How Astrobiologists Work

MAVEN in orbit
An artist’s concept of NASA’s MAVEN mission, one that astrobiologists are keenly interested and involved in.
Image courtesy NASA's Goddard Space Flight Center

As a spacecraft called MAVEN hurdled toward Mars, NASA prepared for data that could reveal the planet's atmospheric history. After achieving orbit on Sept. 21, 2014, MAVEN and its team have begun examining how and when the Martian atmosphere degraded, as well as how and when the planet's liquid water disappeared. Eventually, we may know what exactly happened to the red planet -- how Mars became incapable of supporting life [source: NASA].

The MAVEN orbiter is just one of many missions in which astrobiologists play a critical part. NASA defines astrobiology as "the study of the origin, evolution, distribution, and future of life in the universe," and the field informs a lot of the agency's work [source: NASA]. Yet astrobiologists are a rare breed.


Astrobiology was really only recognized as its own scientific area in the last couple of decades [source: NASA]. Not that it's a new concept – NASA has been studying the possibility of extraterrestrial life since the 1960s, only it was "exobiology" back then [source: NASA]. The SETI Institute, which also searches for extraterrestrial intelligence, has been around since the mid-1980s [source: SETI]. But it was all considered at least a little bit fringe-y.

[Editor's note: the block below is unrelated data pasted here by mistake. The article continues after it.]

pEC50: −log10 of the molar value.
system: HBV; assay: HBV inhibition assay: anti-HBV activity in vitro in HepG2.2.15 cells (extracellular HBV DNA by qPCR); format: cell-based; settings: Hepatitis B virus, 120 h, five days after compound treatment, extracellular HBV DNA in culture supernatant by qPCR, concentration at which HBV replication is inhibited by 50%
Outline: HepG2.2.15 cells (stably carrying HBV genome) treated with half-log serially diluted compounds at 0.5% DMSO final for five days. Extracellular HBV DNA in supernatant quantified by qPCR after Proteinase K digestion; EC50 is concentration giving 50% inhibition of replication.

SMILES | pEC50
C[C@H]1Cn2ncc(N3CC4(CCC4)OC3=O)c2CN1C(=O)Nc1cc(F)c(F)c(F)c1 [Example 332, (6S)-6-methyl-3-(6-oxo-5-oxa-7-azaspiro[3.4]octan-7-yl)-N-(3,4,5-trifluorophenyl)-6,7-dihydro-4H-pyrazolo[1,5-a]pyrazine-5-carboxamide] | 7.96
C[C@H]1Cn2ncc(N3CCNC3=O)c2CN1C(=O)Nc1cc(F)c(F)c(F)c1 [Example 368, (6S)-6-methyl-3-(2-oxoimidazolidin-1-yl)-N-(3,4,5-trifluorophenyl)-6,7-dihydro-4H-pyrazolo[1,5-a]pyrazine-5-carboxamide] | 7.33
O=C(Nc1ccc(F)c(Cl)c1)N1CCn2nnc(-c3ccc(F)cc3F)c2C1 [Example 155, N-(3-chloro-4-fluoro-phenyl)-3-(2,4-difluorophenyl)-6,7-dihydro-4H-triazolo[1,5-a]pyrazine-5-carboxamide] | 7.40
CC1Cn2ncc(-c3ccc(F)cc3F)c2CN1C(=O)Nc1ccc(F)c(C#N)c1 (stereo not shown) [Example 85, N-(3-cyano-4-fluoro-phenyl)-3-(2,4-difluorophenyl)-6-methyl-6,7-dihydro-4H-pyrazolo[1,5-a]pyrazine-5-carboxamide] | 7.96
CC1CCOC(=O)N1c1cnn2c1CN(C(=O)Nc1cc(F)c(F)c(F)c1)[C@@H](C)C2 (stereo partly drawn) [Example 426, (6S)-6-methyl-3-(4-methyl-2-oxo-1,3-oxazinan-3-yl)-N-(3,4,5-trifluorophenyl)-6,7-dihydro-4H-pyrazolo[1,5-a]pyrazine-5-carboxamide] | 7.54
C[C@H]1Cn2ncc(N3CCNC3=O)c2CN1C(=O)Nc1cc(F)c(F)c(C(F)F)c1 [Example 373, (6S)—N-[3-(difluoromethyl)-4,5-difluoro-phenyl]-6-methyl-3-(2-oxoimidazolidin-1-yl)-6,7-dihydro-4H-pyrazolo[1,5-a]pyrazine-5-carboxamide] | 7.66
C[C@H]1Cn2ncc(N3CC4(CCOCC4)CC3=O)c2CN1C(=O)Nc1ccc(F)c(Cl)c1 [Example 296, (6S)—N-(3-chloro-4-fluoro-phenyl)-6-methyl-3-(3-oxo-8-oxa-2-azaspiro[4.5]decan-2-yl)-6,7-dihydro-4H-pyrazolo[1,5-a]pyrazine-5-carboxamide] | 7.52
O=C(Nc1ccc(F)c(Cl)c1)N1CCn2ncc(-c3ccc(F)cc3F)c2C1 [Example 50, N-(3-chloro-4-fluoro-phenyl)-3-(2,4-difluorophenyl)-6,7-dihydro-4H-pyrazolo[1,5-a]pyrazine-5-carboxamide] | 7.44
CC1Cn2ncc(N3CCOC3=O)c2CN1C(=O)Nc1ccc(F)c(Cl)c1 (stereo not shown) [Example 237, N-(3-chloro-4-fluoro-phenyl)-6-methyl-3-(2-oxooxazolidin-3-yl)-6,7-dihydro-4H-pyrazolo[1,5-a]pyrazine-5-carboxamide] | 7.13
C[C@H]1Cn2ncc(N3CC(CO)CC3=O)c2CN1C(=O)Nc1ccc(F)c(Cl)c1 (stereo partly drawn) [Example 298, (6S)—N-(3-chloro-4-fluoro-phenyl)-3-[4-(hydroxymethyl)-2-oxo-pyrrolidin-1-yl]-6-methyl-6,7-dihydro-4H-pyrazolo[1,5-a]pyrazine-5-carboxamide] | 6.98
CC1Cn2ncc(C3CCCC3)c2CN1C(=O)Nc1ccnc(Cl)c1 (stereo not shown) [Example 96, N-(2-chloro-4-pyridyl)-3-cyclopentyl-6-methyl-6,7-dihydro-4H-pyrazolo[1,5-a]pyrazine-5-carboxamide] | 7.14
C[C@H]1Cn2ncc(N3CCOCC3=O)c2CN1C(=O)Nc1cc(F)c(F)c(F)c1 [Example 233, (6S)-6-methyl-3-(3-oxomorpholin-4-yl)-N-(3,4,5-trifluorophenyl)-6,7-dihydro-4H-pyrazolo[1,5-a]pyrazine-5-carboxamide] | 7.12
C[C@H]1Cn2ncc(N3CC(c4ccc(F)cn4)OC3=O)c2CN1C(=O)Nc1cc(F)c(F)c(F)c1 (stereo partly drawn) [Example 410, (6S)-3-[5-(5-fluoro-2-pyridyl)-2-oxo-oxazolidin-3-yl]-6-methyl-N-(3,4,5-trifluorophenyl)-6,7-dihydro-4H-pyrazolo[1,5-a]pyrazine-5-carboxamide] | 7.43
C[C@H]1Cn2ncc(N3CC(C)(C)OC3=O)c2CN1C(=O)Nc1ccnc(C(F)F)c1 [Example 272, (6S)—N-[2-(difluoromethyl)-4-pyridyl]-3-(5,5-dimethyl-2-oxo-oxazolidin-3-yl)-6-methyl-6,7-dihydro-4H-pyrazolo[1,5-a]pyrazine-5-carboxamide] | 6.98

Now, astrobiology is a widely accepted discipline (there's even a primer!). NASA's Mars orbiters and rovers, satellite-based experiments placing microorganisms in space, and telescopic search for potentially habitable planets have brought astrobiology-related questions to the forefront of modern scientific inquiry [source: NASA].

Widely accepted doesn't mean widespread, though. Astrobiology is a tough field to break into. Universities typically don't offer bachelor's degrees in it. Even astrobiology doctorates are few and far between [sources: Dartnell, Lubick]. Research into extraterrestrial life is typically conducted not by "astrobiologists," but by teams made up of biologists, geologists, chemists, astronomers, physicists and others who contribute to a broad, in-depth understanding of life in our universe.

As NASA makes astrobiology an increasingly central focus of its work, interest in the field is growing. For budding scientists, the draw is obvious: Astrobiology applies the rigors of the scientific method to questions once considered the untenable purview of sci-fi fans.